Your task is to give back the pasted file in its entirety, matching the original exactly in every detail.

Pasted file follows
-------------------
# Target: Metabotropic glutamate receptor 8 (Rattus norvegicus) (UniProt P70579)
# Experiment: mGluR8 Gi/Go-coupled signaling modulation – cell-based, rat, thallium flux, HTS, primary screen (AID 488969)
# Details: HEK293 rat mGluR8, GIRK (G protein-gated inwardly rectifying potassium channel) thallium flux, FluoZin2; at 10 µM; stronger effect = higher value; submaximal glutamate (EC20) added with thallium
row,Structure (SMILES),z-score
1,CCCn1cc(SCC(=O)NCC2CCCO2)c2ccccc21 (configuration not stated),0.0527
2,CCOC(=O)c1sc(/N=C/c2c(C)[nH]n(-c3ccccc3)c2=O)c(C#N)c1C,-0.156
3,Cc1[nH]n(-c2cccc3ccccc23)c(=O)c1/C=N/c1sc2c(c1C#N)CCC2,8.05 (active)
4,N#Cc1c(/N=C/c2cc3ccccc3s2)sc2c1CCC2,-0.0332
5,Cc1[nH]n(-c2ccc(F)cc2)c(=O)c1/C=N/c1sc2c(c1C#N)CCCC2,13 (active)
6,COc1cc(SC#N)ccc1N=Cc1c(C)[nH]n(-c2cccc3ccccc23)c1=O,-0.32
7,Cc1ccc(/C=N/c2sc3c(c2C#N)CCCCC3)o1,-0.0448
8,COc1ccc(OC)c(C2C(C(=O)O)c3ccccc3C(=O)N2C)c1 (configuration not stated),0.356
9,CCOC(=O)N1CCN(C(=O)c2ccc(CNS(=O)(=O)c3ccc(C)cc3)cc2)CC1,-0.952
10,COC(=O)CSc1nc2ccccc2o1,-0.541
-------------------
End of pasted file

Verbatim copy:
# Target: Metabotropic glutamate receptor 8 (Rattus norvegicus) (UniProt P70579)
# Experiment: mGluR8 Gi/Go-coupled signaling modulation – cell-based, rat, thallium flux, HTS, primary screen (AID 488969)
# Details: HEK293 rat mGluR8, GIRK (G protein-gated inwardly rectifying potassium channel) thallium flux, FluoZin2; at 10 µM; stronger effect = higher value; submaximal glutamate (EC20) added with thallium
row,Structure (SMILES),z-score
1,CCCn1cc(SCC(=O)NCC2CCCO2)c2ccccc21 (configuration not stated),0.0527
2,CCOC(=O)c1sc(/N=C/c2c(C)[nH]n(-c3ccccc3)c2=O)c(C#N)c1C,-0.156
3,Cc1[nH]n(-c2cccc3ccccc23)c(=O)c1/C=N/c1sc2c(c1C#N)CCC2,8.05 (active)
4,N#Cc1c(/N=C/c2cc3ccccc3s2)sc2c1CCC2,-0.0332
5,Cc1[nH]n(-c2ccc(F)cc2)c(=O)c1/C=N/c1sc2c(c1C#N)CCCC2,13 (active)
6,COc1cc(SC#N)ccc1N=Cc1c(C)[nH]n(-c2cccc3ccccc23)c1=O,-0.32
7,Cc1ccc(/C=N/c2sc3c(c2C#N)CCCCC3)o1,-0.0448
8,COc1ccc(OC)c(C2C(C(=O)O)c3ccccc3C(=O)N2C)c1 (configuration not stated),0.356
9,CCOC(=O)N1CCN(C(=O)c2ccc(CNS(=O)(=O)c3ccc(C)cc3)cc2)CC1,-0.952
10,COC(=O)CSc1nc2ccccc2o1,-0.541